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againe answered asked began better body brought called cause Clothiers Cole commaunded dayes death departed desired Deuyll Devill downe duke emperour England fader faire father fell followed friends Frier Fryer Bacon give glad gone grete hand hast hath haue head heard heare heart helpe himselfe horse husband keepe King knew knyght Land lived London looke lorde loue Maiestie manner Margaret master meanes meate meet Miles mind neuer never night passe poore pray presently Prince Priour quoth Reading ready rest Robert rode Rome Rush sayd saying selfe sent servant shee shew sholde soone sore spake speake tell thee thereof thing thinke thou thought told tooke towne tyme unto Vandermast whan wife woman young
Strana xi - Tis but an hour ago since it was nine, And after one hour more 'twill be eleven. And so from hour to hour we ripe and ripe, And then from hour to hour we rot and rot; And thereby hangs a tale.
Strana xii - A work of great interest might be compiled upon the origin of popular fiction, and the transmission of similar tales from age to age, and from country to country. The mythology of one period would then appear to pass into the romance of the next century, and that into the nursery tale of the subsequent ages.
Strana 18 - ... all their labour should be lost : they being satisfied, licensed the spirit for to depart. Then went these two learned fryers home...
Strana vii - Historie of Frier Bacon, and Frier Bongay, as it was plaid by her Majesties servants. Made by Robert Greene, Maister of Arts. London, Printed for Edward White, and are to be sold at his shop, at the little North dore of Poules, at the signe of the Gun : 1594.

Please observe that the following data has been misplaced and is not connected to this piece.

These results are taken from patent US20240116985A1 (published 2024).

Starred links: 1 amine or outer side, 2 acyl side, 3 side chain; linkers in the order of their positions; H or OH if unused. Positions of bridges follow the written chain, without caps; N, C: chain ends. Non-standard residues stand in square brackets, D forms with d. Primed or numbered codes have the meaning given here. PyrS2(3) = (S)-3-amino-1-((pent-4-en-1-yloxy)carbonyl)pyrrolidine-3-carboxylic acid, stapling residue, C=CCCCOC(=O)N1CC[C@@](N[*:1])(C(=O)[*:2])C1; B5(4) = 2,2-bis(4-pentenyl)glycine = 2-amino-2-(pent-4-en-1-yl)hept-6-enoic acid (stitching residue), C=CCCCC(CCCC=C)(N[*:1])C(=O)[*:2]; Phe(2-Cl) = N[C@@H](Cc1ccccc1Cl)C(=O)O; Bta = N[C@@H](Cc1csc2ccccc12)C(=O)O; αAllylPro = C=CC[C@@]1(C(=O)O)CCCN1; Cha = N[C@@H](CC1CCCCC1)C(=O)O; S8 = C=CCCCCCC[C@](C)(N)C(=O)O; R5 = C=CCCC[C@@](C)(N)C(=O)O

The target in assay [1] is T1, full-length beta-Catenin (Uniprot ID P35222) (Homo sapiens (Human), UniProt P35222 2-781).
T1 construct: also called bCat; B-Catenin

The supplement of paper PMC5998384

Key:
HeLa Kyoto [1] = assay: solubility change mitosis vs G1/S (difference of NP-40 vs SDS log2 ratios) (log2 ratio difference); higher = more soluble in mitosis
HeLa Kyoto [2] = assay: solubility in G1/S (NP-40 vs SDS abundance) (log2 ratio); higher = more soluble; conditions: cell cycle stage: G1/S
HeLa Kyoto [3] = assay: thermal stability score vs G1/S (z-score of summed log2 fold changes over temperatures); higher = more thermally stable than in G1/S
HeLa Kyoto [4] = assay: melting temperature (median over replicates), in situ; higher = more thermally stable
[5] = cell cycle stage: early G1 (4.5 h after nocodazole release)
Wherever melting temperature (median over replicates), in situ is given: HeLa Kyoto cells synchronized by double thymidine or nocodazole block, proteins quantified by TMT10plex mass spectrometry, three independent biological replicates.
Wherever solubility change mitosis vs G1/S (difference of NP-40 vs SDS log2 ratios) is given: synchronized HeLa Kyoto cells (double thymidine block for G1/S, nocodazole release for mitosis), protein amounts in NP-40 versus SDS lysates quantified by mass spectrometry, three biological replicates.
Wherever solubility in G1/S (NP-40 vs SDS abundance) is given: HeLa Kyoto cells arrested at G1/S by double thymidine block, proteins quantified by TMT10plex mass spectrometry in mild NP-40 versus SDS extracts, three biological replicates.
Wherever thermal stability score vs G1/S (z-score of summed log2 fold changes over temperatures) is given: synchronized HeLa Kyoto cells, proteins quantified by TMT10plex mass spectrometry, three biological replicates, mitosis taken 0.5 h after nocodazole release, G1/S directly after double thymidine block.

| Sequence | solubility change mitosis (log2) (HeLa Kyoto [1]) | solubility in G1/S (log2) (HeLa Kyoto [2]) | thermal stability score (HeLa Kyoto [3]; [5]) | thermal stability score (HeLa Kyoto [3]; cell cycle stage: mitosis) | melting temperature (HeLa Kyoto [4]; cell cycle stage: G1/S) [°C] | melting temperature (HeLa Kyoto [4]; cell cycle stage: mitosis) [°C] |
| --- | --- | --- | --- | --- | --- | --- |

Strana 24 - ... figuration of art, there may be made instruments of navigation without men to rowe in them, as great ships to brooke the sea, only with one man to steere them, and they shall sayle far more swiftly than if they were full of men: also chariots that shall move with an unspeakable force, without any living creature to stirre them.
Strana 4 - ... where he was entertained, and so continued his learning, and in small time came to be so famous, that he was sent for to the University of Oxford, where he long time studied, and grew so excellent in the secrets of art and nature, that not England onely, but all Christendome admired him.
Strana 17 - ... out any hope of what they sought, that at the last they concluded to raise a spirit, and to know of him that which they could not attaine to by their owne studies.
Strana 48 - In this time, her best beloved, the gentleman, did come to her fathers to visit her, but finding her not there, and hearing that shee was gone with 'her father and the knight, he mistrusted some foul play : and in all hast went to Fryer Bacon, and desired of him some help to recover his love againe, whom he feared, was utterly lost. Fryer Bacon (knowing him for a vertuous gentleman) pittyed him ; and to...
Strana 28 - England for to iutreat a peace betweene them. This ambassadour being come to the king, he feasted him (as it is the manner of princes to doe) and with the best sports as he had then, welcomed him.